One thing in respect to this that I've been meaning to ask @Matthias;  is that the wiki set up on EdgeRyders isn't adequate for this - I wondered if you/anyone was aware of a drupal plugin of some kind that's more akin to docuwiki or mediawiki. I have some funding from a fellowship that I'm currently participating in that could go towards getting something built for this purpose, if needed and given how much wikis have begun to be used on ER, it makes sense to me that we improve that side of the platform.


A lot of misunderstanding...

elf Pavlik's picture

We didn't work on 'community platform' but on a decoupled frontend backend with intention to create reference variant of clear presentation for data coming from trello, google drive, vimeo, blog, edgeryders group etc. By keeping it all decoupled everyone can have more flexibility with using different tools as well as creating different frontends mashing all this data together. At some point everyone should have freedom to choose one favorite tool to work with and preferred interface to interact with it (just as one can send emails using thunderbird, mutt, gmail, mailpile etc. while others can read it with their favorite mobile, desktop, CLI apps)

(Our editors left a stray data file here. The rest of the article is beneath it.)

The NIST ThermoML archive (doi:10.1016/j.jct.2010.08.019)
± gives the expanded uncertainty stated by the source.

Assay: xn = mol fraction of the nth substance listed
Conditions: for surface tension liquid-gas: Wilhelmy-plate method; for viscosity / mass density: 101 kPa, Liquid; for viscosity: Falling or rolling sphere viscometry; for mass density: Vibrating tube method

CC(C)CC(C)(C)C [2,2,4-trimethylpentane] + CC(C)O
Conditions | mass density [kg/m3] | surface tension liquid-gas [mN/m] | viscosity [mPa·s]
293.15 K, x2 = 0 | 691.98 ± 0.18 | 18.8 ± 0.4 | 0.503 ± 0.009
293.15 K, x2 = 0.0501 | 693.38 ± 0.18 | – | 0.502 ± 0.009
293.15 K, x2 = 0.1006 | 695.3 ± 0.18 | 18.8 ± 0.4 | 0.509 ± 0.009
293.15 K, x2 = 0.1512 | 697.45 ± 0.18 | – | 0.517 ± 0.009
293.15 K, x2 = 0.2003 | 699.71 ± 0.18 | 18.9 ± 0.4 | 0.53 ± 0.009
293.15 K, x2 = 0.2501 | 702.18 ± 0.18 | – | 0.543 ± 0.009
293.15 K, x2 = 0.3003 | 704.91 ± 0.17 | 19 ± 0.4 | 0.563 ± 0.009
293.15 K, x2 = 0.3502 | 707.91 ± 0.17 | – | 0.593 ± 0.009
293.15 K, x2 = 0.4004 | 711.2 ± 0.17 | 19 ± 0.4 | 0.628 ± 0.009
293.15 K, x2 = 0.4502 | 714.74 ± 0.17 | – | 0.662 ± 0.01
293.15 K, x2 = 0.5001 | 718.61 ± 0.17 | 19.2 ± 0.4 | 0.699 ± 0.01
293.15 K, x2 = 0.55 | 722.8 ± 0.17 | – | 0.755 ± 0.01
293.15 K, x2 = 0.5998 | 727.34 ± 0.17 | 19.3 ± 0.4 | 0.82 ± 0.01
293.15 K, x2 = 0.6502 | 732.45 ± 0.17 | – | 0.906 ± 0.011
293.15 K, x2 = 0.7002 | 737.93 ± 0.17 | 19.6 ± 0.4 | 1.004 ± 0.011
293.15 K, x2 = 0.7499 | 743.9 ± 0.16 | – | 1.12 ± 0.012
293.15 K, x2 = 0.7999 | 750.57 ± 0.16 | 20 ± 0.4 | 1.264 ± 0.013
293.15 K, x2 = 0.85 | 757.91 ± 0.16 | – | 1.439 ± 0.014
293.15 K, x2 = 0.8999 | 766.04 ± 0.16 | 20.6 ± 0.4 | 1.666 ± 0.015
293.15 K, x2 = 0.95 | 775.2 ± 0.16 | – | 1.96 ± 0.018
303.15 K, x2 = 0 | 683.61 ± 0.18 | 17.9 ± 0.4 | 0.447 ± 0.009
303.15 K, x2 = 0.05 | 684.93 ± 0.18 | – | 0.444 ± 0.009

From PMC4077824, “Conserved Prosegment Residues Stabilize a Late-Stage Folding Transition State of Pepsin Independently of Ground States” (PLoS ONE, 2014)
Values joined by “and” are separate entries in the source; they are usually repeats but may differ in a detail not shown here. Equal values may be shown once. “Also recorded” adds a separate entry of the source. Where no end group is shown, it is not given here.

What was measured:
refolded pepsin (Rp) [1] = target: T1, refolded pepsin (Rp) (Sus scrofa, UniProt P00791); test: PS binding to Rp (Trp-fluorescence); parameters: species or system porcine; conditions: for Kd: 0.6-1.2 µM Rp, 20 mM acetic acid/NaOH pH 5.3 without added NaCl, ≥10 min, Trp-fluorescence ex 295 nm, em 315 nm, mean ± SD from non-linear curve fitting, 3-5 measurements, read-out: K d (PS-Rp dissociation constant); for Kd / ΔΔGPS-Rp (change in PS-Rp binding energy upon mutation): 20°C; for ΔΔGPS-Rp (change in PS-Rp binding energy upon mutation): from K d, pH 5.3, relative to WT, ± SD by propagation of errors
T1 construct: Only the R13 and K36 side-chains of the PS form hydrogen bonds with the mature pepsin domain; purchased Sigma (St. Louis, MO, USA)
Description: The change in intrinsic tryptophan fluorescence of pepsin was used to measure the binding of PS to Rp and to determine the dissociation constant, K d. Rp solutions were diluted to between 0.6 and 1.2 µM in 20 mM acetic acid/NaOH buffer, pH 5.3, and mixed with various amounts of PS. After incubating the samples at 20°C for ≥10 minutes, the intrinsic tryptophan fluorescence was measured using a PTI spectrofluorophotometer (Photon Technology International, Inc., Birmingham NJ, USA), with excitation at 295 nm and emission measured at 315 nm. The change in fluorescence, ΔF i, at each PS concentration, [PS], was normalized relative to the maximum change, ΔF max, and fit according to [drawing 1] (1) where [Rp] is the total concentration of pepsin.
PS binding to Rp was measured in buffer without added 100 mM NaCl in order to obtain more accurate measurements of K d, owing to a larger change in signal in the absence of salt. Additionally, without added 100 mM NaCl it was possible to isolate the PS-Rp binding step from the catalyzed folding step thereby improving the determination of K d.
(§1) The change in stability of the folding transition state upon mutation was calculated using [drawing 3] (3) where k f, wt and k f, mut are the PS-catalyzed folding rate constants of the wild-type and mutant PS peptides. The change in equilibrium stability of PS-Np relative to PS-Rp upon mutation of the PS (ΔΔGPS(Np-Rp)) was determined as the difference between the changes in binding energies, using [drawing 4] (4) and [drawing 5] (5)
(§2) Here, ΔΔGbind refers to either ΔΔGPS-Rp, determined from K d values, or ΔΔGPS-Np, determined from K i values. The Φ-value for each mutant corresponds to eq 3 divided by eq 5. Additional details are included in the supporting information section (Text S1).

Edgeryders platform has monolithic and highly coupled architecture, even that Drupal already has certain capacities to make it bit more flexible and aggregate feeds from other services. It also has different focus and set of priorities!

I got side tracked with various things once we got the first version online, in next two weeks I would like to start plugging in data from trello, vimeo and google drive to get start with. Mostly feeds of activities so people and projects can show on their profiles what happens in all those online spaces relevant to them.

I would suggest everyone working on online spaces - dataspaces + interfaces (plural!) to interact with them - to keep this video in mind


please also check out slides we've made together with @alexwhitcroft


i hope we'll manage to have chance to hack some code to run it in next weeks, maybe even in unMonatery:Matera :)


But Elf...

Bembo Davies's picture

Is it not the case that Alberto has a very good point -- and that we traded one endless frustration of an introverted ER site that could never provide ready access for the unMo MAT perceived user, for another that was so intricately balanced as to deny access to even sophisticated users ---  to end up on (or halfway on) FaceBook for our community interfac and on ER for internal /broader community commentary ?

The attempt to start from scratch has not only not provided for its intended functions, but it has drained many people's attention during key weeks.  According to at least one of the house brothers we would have been better off using a tried and tested open source solution that could have been up and running in two days.

This is classic Book of Errors material -- but even more important the need for a solution is still intense...